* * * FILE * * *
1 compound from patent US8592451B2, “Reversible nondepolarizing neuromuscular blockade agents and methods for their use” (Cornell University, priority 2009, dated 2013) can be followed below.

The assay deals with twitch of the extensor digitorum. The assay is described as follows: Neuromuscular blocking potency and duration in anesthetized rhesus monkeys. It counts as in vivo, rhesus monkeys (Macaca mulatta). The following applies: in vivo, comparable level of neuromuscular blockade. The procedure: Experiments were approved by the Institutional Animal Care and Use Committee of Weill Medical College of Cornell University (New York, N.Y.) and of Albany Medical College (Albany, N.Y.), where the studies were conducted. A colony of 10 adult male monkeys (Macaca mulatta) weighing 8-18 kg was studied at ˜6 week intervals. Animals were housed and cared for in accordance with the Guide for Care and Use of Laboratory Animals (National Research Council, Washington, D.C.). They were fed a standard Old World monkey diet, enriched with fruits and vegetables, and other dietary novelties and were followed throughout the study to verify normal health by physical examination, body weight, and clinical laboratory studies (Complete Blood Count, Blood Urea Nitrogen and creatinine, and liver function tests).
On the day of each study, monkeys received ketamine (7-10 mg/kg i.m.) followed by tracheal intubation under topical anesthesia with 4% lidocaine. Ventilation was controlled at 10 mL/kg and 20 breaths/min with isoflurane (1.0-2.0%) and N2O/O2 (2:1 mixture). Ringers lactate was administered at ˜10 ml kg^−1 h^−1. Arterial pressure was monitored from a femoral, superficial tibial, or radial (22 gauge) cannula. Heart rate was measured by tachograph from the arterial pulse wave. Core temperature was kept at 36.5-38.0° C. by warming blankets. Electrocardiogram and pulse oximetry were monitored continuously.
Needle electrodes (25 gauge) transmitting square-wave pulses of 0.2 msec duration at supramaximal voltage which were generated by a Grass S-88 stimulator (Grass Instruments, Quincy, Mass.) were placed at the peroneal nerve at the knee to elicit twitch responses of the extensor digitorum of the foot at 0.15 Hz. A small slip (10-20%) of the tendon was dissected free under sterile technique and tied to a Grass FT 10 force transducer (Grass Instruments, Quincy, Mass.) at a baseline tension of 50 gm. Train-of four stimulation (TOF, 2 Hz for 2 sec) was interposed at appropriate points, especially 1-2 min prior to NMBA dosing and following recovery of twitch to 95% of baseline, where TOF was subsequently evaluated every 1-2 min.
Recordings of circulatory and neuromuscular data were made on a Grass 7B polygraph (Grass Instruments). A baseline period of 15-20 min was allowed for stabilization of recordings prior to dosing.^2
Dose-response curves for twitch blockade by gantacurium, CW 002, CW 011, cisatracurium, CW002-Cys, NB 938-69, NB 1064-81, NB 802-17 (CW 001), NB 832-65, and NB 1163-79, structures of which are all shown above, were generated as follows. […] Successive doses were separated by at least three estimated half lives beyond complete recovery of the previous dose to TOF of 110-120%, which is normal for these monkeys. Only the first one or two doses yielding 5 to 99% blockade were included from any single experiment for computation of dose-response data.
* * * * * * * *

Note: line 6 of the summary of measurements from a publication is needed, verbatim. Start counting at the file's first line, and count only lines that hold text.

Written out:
Dose-response curves for twitch blockade by gantacurium, CW 002, CW 011, cisatracurium, CW002-Cys, NB 938-69, NB 1064-81, NB 802-17 (CW 001), NB 832-65, and NB 1163-79, structures of which are all shown above, were generated as follows. […] Successive doses were separated by at least three estimated half lives beyond complete recovery of the previous dose to TOF of 110-120%, which is normal for these monkeys. Only the first one or two doses yielding 5 to 99% blockade were included from any single experiment for computation of dose-response data.